Loss can bring up a range of difficult emotions that can be hard to manage, ranging from anger, sadness, loneliness, shock, guilt, and grief. Grief is an experience that touches us all at different times in our lives. It may be the pain we feel for a lost love or the career we did not pursue. Relationships that ended, possibly feeling unresolved. The loss of a job, social or financial status. The death or departure of a loved one or loss of a cherished pet can devastate us, bring up feelings of abandonment.
Therapy provides a supportive space where you can talk openly about your feelings and work through them.
Highly stressful situations that shatter your sense of security and make you feel helpless and unprotected in a hazardous environment can cause emotional and psychological trauma. A single traumatic event, such as a car accident, a natural disaster, or a violent attack, can induce trauma. However, it can also result from chronic, unrelenting stress, such as growing up with or experiencing a violent, abusive relationship, living in a dangerous area or struggling financially.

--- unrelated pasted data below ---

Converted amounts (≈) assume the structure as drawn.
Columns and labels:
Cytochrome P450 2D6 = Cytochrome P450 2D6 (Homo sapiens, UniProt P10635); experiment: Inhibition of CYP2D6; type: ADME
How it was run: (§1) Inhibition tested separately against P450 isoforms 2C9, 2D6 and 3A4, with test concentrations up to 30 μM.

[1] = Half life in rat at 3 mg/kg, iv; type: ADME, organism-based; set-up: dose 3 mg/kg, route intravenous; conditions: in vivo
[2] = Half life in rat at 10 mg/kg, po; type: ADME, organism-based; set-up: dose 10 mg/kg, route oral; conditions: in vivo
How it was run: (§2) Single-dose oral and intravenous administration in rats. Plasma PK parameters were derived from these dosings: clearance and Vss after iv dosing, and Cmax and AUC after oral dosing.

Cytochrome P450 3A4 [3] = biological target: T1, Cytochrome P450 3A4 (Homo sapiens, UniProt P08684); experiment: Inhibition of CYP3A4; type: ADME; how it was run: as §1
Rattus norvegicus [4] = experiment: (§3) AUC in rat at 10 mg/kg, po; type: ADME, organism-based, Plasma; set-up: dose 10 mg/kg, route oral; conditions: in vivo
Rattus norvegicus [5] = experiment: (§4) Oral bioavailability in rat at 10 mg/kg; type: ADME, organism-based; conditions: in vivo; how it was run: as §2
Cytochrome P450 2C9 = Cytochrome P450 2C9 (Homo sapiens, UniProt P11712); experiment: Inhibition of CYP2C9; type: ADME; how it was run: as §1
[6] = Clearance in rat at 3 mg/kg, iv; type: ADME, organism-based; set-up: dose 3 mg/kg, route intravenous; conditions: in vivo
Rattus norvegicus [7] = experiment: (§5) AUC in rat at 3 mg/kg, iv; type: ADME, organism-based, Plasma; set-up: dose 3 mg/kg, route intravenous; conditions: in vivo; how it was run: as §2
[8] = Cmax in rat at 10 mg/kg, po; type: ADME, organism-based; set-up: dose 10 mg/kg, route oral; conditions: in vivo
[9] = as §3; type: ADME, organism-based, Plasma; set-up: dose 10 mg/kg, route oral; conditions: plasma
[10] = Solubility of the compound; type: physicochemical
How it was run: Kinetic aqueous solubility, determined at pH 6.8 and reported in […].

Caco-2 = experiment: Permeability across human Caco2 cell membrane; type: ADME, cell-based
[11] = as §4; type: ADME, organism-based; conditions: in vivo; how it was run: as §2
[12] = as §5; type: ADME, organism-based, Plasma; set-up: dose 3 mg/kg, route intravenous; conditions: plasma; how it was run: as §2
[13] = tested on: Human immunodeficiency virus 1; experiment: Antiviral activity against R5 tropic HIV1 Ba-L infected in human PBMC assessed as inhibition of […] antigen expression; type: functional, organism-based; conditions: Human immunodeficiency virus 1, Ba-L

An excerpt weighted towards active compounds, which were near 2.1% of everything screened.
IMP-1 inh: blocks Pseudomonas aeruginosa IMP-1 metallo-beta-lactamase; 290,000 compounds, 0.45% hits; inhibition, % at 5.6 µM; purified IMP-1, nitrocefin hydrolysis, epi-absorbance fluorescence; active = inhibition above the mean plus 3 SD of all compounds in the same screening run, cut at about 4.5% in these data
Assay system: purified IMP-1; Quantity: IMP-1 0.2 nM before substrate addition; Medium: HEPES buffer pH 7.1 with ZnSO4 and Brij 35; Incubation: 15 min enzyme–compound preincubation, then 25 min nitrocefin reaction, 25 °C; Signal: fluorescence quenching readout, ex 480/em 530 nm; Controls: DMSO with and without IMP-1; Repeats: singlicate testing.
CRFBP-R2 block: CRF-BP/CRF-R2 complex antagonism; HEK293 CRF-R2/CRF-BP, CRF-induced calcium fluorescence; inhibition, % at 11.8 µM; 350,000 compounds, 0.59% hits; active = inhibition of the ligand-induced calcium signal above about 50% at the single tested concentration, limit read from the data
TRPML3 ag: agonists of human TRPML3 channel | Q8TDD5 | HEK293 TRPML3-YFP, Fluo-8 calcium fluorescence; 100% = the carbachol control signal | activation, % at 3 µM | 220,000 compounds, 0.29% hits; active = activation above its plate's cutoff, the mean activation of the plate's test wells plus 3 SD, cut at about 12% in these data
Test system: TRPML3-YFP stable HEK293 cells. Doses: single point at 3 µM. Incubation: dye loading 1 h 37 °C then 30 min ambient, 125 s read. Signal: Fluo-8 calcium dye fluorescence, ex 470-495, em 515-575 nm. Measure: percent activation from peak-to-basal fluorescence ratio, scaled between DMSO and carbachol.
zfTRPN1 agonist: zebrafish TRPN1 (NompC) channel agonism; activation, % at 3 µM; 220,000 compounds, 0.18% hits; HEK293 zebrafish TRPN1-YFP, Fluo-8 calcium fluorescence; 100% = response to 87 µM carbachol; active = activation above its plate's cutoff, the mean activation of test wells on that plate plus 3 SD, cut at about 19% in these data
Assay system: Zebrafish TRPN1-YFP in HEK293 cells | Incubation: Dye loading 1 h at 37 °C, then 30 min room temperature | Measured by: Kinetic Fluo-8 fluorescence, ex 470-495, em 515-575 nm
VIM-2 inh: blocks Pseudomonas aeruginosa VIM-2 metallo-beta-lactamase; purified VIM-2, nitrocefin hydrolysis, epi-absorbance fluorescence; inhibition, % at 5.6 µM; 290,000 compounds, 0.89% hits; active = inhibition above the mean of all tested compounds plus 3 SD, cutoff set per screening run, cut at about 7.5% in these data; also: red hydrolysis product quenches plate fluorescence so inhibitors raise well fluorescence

Members of minority groups, such as race, religion, sexuality or gender, may also experience trauma through negative experiences of prejudice, bullying and abuse.
Whatever the cause of your trauma, working to build a safe, trusting relationship with your therapist can support you in sharing your feelings and experiences and creating tools and resources to help you move on with your life.
Living with low self-esteem can feel shaming and painful. It can be an isolating experience where we can feel alone and cut off from the world. If you have poor self-esteem, you may have a pessimistic attitude toward life, making it appear hopeless or pointless. You may believe that you are useless and that others are superior to you. You may find it tough to express your true feelings or lack the confidence to be forceful. As a result, you may believe that others exploit you and mistreat you.
Therapy helps us to explore our belief systems and unpick where these ideas originated. Then, through examining and questioning them, we start to change our view of ourselves and others.